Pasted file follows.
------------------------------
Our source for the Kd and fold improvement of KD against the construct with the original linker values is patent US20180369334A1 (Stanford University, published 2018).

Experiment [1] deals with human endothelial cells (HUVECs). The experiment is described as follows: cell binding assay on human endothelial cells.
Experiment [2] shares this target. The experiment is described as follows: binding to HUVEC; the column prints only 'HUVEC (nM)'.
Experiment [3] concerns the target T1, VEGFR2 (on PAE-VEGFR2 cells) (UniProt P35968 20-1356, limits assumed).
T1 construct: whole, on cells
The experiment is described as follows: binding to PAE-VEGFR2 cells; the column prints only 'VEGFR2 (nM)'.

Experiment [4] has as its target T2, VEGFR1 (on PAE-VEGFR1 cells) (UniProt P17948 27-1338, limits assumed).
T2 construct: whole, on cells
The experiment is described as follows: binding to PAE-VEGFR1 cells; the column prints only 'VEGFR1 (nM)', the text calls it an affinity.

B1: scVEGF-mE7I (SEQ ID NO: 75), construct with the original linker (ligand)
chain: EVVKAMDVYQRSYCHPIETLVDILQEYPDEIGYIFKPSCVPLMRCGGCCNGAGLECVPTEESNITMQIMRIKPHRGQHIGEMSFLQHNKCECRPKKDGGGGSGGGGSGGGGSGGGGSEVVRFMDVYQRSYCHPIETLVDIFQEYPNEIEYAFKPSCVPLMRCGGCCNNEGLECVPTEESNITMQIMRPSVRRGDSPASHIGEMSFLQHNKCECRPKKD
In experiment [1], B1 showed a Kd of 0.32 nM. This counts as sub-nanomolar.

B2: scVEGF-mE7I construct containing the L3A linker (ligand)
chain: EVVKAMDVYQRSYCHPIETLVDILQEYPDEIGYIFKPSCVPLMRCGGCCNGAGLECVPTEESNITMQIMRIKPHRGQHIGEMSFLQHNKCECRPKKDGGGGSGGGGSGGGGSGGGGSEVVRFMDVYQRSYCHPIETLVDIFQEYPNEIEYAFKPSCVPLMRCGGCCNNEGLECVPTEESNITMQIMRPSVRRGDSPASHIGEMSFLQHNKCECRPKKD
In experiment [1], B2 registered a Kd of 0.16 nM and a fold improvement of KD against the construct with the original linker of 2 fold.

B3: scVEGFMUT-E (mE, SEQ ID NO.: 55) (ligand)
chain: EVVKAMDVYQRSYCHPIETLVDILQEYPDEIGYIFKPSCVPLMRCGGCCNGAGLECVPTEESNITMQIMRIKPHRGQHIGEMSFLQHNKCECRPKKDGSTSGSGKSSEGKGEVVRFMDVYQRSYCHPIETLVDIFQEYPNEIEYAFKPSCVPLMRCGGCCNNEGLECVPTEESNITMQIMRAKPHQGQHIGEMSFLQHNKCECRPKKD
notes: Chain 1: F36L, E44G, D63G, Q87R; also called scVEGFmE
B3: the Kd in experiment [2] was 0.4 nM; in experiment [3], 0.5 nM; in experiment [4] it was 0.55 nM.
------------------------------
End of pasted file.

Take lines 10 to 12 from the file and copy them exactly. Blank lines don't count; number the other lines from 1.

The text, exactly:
B1: scVEGF-mE7I (SEQ ID NO: 75), construct with the original linker (ligand)
chain: EVVKAMDVYQRSYCHPIETLVDILQEYPDEIGYIFKPSCVPLMRCGGCCNGAGLECVPTEESNITMQIMRIKPHRGQHIGEMSFLQHNKCECRPKKDGGGGSGGGGSGGGGSGGGGSEVVRFMDVYQRSYCHPIETLVDIFQEYPNEIEYAFKPSCVPLMRCGGCCNNEGLECVPTEESNITMQIMRPSVRRGDSPASHIGEMSFLQHNKCECRPKKD
In experiment [1], B1 showed a Kd of 0.32 nM. This counts as sub-nanomolar.